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Get RESTful with Spring 3.0

  • December 23, 2009
  • By Michael Pilone
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The Simple XML Endpoint

The first logical step in the transition from SOAP web services to REST-like services is to introduce a simple XML endpoint that can leverage the same XML messages and domain objects defined for the web services, but without the SOAP envelope, fault complexity, or WSDL. A new MVC annotation in Spring 3.0, @RequestBody, allows a controller (the C in MVC) to receive the body of a request as a parameter. The best part is that Spring will perform the same JAXB unmarshalling you saw previously with Spring-WS, making it simple to reuse the same domain objects generated from the web service's XML schema.

To use the new annotations, introduce a WeatherRestEndpoint and annotate it with the @Controller annotation, which tells Spring MVC that the DispatcherServlet should use this class as a controller to handle requests. You will implement the same three methods implemented in the web service endpoint in this endpoint to support the three API methods discussed previously. However, this time, you will map each method to a specific request URI using the @RequestMapping annotation. To keep things simple and consistent, the requests map to a URI with the same name as the original web service operation name, while in a pure REST endpoint, the mapping may point to a specific resource. For example, you map the convertTemperature method with this annotation:

@RequestMapping(value = "/convertTemperature", method = RequestMethod.POST)
public ModelAndView convertTemperature(@RequestBody ConvertTemperature request)
{	
 ...
}

This code listing also demonstrates how you use the new @RequestBody annotation to get the actual content of the request. Again, using reflection and JAXB, Spring can automatically unmarshal the request XML into the generated domain object. Listing 7 shows the complete WeatherRestEndpoint, which again delegates to the same WeatherService business-tier object to perform all the business logic. Figure 2 shows the implemented flow at this point.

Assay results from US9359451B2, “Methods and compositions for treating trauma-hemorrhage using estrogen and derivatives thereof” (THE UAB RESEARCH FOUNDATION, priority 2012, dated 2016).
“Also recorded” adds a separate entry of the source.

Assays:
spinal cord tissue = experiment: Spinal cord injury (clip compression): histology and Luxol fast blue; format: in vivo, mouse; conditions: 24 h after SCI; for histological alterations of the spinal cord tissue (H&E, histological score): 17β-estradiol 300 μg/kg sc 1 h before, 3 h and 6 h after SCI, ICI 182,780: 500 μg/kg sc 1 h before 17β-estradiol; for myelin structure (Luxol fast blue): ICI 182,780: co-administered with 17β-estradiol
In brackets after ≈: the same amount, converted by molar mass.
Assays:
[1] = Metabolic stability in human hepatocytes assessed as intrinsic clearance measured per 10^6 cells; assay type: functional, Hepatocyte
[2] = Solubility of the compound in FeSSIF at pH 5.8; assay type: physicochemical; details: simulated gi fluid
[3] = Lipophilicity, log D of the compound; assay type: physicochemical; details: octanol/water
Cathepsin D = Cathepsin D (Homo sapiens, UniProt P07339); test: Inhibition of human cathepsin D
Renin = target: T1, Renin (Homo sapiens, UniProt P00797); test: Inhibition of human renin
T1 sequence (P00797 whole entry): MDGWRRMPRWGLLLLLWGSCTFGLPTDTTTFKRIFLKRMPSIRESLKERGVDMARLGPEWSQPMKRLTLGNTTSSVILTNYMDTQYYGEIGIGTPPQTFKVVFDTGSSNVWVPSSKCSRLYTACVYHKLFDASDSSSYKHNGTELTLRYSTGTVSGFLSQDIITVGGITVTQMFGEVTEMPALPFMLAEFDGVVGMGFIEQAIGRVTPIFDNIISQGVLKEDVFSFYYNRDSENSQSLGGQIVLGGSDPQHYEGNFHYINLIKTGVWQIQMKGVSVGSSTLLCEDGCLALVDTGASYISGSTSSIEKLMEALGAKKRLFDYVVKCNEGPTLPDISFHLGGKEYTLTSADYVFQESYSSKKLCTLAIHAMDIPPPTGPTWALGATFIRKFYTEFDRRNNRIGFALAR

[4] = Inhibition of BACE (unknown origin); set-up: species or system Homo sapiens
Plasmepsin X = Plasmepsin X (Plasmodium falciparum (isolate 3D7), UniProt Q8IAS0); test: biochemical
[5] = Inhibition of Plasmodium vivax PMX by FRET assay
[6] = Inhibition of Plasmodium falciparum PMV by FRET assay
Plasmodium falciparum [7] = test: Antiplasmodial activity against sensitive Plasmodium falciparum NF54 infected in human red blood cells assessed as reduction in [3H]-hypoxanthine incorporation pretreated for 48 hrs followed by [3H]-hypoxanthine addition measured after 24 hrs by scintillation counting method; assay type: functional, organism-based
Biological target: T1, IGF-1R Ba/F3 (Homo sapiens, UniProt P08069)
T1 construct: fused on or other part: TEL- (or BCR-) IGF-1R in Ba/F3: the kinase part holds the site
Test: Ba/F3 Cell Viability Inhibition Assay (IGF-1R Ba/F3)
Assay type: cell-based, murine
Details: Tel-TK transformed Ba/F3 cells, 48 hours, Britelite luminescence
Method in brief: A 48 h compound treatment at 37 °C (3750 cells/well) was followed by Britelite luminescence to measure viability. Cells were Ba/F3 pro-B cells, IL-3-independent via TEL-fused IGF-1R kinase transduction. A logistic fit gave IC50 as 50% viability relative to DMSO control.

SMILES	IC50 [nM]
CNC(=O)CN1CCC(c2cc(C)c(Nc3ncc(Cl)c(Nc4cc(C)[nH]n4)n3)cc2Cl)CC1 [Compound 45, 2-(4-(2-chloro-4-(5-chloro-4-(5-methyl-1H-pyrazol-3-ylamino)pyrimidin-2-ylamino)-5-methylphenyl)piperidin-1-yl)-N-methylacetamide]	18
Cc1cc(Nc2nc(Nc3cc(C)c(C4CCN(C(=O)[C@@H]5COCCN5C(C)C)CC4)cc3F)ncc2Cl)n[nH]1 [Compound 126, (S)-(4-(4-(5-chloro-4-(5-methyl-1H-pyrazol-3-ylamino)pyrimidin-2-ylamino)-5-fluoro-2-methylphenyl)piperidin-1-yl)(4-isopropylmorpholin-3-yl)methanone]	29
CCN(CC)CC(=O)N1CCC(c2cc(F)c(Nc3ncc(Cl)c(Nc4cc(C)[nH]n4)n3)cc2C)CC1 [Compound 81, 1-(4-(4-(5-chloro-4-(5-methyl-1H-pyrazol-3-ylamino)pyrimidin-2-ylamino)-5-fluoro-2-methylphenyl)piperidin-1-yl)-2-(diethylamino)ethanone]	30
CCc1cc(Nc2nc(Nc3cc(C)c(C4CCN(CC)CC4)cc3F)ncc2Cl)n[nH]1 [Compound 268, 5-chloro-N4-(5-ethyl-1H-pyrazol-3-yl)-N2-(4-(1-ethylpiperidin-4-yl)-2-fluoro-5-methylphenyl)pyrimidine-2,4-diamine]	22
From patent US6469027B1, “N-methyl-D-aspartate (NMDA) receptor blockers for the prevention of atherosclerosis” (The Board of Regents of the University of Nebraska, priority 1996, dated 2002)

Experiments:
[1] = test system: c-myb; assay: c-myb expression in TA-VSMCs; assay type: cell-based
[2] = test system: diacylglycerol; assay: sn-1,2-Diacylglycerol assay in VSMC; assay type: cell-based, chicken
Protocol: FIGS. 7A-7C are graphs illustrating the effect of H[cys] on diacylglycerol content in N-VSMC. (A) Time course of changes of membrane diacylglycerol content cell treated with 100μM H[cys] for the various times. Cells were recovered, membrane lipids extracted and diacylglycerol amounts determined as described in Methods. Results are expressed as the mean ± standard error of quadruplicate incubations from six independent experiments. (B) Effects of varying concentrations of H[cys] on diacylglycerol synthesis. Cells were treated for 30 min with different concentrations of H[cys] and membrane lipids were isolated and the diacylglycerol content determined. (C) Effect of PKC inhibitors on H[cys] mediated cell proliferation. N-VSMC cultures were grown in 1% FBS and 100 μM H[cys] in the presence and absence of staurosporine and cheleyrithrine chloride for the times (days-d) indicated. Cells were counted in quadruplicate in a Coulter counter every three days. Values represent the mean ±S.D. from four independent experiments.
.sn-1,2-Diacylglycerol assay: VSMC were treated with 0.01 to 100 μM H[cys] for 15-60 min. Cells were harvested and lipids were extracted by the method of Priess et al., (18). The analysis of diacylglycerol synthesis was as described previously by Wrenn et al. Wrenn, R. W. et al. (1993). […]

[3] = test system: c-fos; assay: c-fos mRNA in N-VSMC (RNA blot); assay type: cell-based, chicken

Figure 2. The Message Flow for an XML Message Through Spring, JAXB, and the Service Endpoint:
The endpoint simply delegates all requests to the common business logic backend services.

Now, the endpoint needs to return the business service response value to the caller in an XML response message. To accomplish this, you use a MarshallingView (the view in MVC), which delegates to JAXB to marshal the response object (the model in MVC) into XML and returns it to the caller. The MarshallingView is another Spring 3.0 feature that uses the new Spring object to XML mapping (OXM) support to simply invoke JAXB and makes for one fewer class the developer needs to worry about.

Now that the implementation of the endpoint is complete, everything needs to be linked together in the web.xml servlet definition and the WeatherRestXmlService-servlet.xml Spring bean configuration file. The servlet definition uses the classic Spring MVC DispatcherServlet, so there isn't much new to discuss (see Listing 8). The REST-like functionality comes mostly from the configuration of the new Spring 3.0 MarshallingHttpMessageConverter as it is added to the AnnotationMethodHandlerAdapter to perform the JAXB unmarshalling of HTTP requests, as well as the MarshallingView to marshal the HTTP responses.

<!--
    Maps incoming requests to the appropriate controller based on the annotations on
    the controller methods.
  -->
  <bean class="org.springframework.web.servlet.mvc.annotation.DefaultAnnotationHandlerMapping"/>
  <bean class="org.springframework.web.servlet.mvc.annotation.AnnotationMethodHandlerAdapter">
    <property name="messageConverters">
      <list>
        <bean class="org.springframework.http.converter.xml.MarshallingHttpMessageConverter">
          <property name="unmarshaller" ref="restXmlMarshaller"/>
        </bean>
      </list>
    </property>
  </bean>
  
  <!--
    View for rendering the XML for result objects using JAXB annotations.
  -->
  <bean id="restXmlMarshalView" class="org.springframework.web.servlet.view.xml.MarshallingView">
    <property name="marshaller" ref="restXmlMarshaller"/>
  </bean>

You can see the full Spring servlet bean configuration in Listing 9. To test the new functionally, deploy the application and post an XML message to the configured endpoint using a testing tool such as SoapUI or through a test case with the new Spring 3.0 RestTemplate:

RestTemplate restOps = new RestTemplate();
StringHttpMessageConverter stringConverter = new StringHttpMessageConverter();
List<MediaType> mediaTypes = new ArrayList<MediaType>();
mediaTypes.add(MediaType.parseMediaType("application/xml"));
stringConverter.setSupportedMediaTypes(mediaTypes);
restOps
	.setMessageConverters(new HttpMessageConverter[] { stringConverter });

String xmlRequest = "<weat:ConvertTemperature xmlns:weat=\"http://mpilone.org/weather\">\r\n"
	+ "   <weat:temperature>38</weat:temperature>\r\n"
	+ "   <weat:targetScale>celcius</weat:targetScale>\r\n"
	+ "</weat:ConvertTemperature>";

String xmlResponse = restOps.postForObject(
	"http://localhost:8080/weather/xml/convertTemperature", xmlRequest,
	String.class);
System.out.println(xmlResponse);




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